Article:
Our Staffordshire dame school is a fairly rare treasure. The several that I have seen are quite consistent in appearance, with one exception: sometimes the benches holding the tiny pupils are angled, sometimes they are parallel to each other. The dame always holds a book in one hand and a very large broom in the other!
Recollections of the Potteries' early 19thC Dame School Students: Charles Shaw attended “Betty W’s school” until he was seven, and tells in his memoir, “The school was the only room on the ground floor of her little cottage. It was about four yards square, with a winding, narrow staircase leading to the one bedroom above. The furniture was very scant, consisting of a small table, two chairs, and two or three little forms about eight inches high for the children to sit upon.” Betty did not teach writing, but she did teach knitting, so boys like Charles learned to read and knit, not read and write.
Emanuel Lovekin was born in the Potteries in 1820. “When quite young, I was Sent to an Old Lady’s School, Whose name I know they called Tilly Wilson,” he wrote. “I must be very young for I cannot remember any thing I learnt but a Song. She was a Primitive Methodist and She used to place us on a bench or form, and sing ‘O ye young ye gie ye proud, you most die and ware a Sroud,’ And that’s about all I learnt, I was Small for my age. Still at about Seven and a half years old, I was Sent to work in a coal pit.”
In my April 2 blog posting, I showed you two sweet figures with giant flowers in their bocages. I do have two more, and the fact that I have them makes me believe a Pottery God smiles my way now and again!
In my Nov 08, 2008 blog posting, I showed you the figure on the left, sometimes found titled Scuffle. Click here to read that posting. I was so excited to find the figure because, although Scuffle is quite a common figure, I had never seen it with either this base or the gorgeous giant flower bocage.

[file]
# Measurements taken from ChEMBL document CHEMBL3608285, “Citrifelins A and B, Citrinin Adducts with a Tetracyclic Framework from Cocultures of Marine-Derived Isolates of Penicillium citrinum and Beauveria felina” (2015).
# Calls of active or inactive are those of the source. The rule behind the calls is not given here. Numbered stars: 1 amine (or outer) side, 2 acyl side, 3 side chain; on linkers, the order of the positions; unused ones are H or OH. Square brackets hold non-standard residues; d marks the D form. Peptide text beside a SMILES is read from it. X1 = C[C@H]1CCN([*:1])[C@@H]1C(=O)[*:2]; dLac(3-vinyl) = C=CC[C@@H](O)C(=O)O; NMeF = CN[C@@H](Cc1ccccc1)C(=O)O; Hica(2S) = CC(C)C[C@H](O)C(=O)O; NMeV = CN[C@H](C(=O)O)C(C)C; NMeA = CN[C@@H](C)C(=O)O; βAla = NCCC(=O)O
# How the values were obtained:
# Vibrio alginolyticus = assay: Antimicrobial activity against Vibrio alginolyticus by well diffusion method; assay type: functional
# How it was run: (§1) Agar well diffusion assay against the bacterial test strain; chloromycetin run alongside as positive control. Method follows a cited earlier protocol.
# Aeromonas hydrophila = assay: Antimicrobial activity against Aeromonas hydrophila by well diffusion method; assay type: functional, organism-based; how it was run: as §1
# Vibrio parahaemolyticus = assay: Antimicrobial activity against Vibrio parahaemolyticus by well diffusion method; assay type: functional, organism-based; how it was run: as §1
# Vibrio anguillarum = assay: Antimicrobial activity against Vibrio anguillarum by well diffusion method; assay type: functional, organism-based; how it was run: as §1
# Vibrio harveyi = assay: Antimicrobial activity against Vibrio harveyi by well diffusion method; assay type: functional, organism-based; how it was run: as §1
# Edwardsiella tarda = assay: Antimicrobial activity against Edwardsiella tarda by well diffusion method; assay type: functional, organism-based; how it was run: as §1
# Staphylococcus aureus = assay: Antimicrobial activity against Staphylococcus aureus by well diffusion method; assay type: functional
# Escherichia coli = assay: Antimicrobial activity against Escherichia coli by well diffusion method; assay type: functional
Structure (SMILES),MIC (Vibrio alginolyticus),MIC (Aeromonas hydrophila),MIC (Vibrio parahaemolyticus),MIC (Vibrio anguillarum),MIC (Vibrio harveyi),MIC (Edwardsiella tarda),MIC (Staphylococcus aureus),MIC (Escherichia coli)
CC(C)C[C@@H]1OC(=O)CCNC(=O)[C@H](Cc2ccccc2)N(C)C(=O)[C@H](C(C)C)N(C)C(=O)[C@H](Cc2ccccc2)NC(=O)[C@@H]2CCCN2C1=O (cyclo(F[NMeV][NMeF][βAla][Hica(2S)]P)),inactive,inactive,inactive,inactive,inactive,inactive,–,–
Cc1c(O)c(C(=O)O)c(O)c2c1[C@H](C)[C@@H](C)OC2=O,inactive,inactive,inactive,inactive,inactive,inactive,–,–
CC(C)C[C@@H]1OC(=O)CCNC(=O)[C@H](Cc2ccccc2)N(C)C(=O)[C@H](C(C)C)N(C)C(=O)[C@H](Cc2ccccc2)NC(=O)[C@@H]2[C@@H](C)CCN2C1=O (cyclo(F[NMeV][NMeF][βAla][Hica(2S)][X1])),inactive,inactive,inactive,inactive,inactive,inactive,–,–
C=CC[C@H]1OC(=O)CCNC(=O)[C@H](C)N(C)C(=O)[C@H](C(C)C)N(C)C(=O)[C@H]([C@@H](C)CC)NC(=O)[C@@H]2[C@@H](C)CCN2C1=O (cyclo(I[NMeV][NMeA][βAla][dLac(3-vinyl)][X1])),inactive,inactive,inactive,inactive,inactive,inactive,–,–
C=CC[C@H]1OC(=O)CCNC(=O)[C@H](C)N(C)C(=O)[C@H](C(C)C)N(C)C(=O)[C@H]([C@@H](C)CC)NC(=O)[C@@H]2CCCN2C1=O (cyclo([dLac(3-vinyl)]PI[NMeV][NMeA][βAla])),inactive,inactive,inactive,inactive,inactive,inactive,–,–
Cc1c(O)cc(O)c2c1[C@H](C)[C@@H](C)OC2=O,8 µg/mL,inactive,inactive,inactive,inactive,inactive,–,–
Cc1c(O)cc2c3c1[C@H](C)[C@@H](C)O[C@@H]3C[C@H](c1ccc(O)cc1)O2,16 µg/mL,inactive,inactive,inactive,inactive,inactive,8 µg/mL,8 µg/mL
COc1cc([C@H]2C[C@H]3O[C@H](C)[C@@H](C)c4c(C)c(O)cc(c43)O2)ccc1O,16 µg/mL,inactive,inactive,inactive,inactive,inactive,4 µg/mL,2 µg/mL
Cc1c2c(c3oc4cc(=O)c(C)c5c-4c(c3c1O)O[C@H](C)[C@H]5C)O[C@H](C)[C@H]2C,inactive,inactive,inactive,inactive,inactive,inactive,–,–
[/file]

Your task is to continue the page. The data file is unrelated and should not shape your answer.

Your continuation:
Fast forward only about 3 months and I found the figure on the right. It is usually called Contest....although titling (when the figures are actually titled) is not consistent and sometimes Scuffle is titled Contest, and Contest is titled Scuffle.
I found Scuffle in the US and Contest in the UK. To this day, I have not seen other examples of this base, nor have I seen this bocage on any other Scuffle or Contest figure. Despite the slight difference in painting, these figures clearly were made in the same potbank at about the same time. Somehow, they managed to end up an ocean apart....and now they are united. Quite a miracle is it not? At times like this, I do believe in a Pottery God.
If you read my blog posting of March 26, you will recall that I found a rare Staffordshire figure AND a French figure of the same form. One clearly inspired the other. (Click here to read.) I found them in the same month, the one in the Staffordshire potteries, the other in Providence, Rhode Island. Did a Pottery God guide me? I like to think so. Pottery God, if you are listening, thank you, and I still need LOTS of help.
Two updates to the BELIEVE IT? Click the tab at the top of the page.
Remember to look at Stephen Smtih's www.matesoundthepump.com for fabulous luster plaques.
If you are in the UK, go to the NEC in Birmingham this week and say hello to some of my favorite dealers.
Mark your calendars for Andrew Dando Antiques' May Exhibition.
If you have not yet bought my book, what are you waiting for? Available by clicking the BOOK tab at the top of this page. And postage is FREE to anywhere in the world.